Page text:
Fire Resistant Windows

What types of windows do you have?

Dual-pane windows provide better wildfire protection
    • Depending on the type of glass, a window that is exposed to flames may break after only 1 to 3 minutes of exposure to intense heat or flames and allow flames and embers inside.
    • Single-pane windows are more common in older structures.
    • Dual-pane windows have two sheets of glass that are separated by airspace.
    • Testing has shown that single-pane windows are highly vulnerable to breaking when exposed to wildfire conditions.
    • Glass in windows breaks because of extreme temperature differences, which develop between the exposed glass and the glass protected by the window framing material, when exposed to the heat from a wildfire (or the heat from your neighbor’s burning home).
    • Cracks develop and propagate inward, which makes larger windows more vulnerable to breaking because they tend to have more edge than smaller windows.

Improving window performance

    • Replace windows with dual-pane, tempered glass:
      • This will provide significant wildfire protection against flames and wind-blown embers.
      • These windows have the added benefits of greater energy conservation and insulation during cooler and warmer months.
      • The cost increases are relative to the opening size and the number of windows that must be replaced.
    • How to determine if windows have tempered glass:
      • Tempered glass in a window will have a marking etched on one of the corners, similar to that shown here.

 Facts about tempered glass

    • Tempered glass is about four times more resistant to breaking during a wildfire.
    • Remember, even dual-pane, tempered glass windows will not protect your house if they are left open. Close all windows before you evacuate during a wildfire.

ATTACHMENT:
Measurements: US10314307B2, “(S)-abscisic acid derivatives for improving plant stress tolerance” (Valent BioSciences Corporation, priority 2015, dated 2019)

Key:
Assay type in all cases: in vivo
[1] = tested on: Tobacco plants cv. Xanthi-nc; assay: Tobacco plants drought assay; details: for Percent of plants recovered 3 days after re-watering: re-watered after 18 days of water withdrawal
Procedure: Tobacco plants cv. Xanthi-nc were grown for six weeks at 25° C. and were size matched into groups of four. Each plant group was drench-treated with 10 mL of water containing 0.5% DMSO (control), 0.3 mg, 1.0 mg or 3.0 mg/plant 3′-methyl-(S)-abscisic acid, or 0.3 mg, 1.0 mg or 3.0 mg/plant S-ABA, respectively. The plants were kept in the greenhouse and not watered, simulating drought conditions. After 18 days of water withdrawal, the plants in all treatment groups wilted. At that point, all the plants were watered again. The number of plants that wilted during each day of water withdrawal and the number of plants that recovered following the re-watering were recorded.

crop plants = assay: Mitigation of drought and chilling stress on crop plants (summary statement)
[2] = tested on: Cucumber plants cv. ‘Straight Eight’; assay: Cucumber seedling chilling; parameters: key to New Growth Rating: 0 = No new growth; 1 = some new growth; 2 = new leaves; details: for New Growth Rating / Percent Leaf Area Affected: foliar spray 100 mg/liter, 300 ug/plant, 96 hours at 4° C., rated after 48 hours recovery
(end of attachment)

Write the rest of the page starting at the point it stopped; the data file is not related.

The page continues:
If replacing your windows is not an option

Managing the vegetation and other types of items that could catch fire in the areas nearest to your home or business is event more critical.

    •  This includes maintaining the surrounding vegetation and using noncombustible mulch and ignition-resistant materials for yard and garden structures.

Install window screens

    • Metal window screens have been shown to improve the performance of windows subjected to radiant heat exposure in wildfire conditions.
    • Fine mesh screens of at least 1/16-inch will also help to resist the entry of embers, but will not keep flames out.

Install shutters or create window covers

    • If you live outside a hurricane-prone region, you will not need to install shutters.
    • If your house is at risk from hurricanes and wildfires, visit the Hurricane Section and download a copy of the IBHS Shutter Selection Guide for help in choosing shutters.
    • If you do not face a hurricane risk, choose a less expensive alternative for wildfire protection: ½-inch plywood.
      • Measure the openings and cut covers to size.
      • Label them for each window so they can be installed quickly when wildfire threatens.
      • Take the time to pre-install the anchorage hardware for easier installation.
      • Before installation, clear the surrounding area of vegetation and other combustible materials that could ignite the plywood covers.

Resource credit: FIRESafe MARIN



Prepare your Home


Seven ways residents can reduce wildfire risk infographic by NFPA
Download the free wildfire safety infographic with seven tips for residents to help protect their homes in an event of a wildfire.

Wildfire risk reduction safety tips by NFPA
By working together, residents can make their own property, and their neighborhood, much safer from wildfire.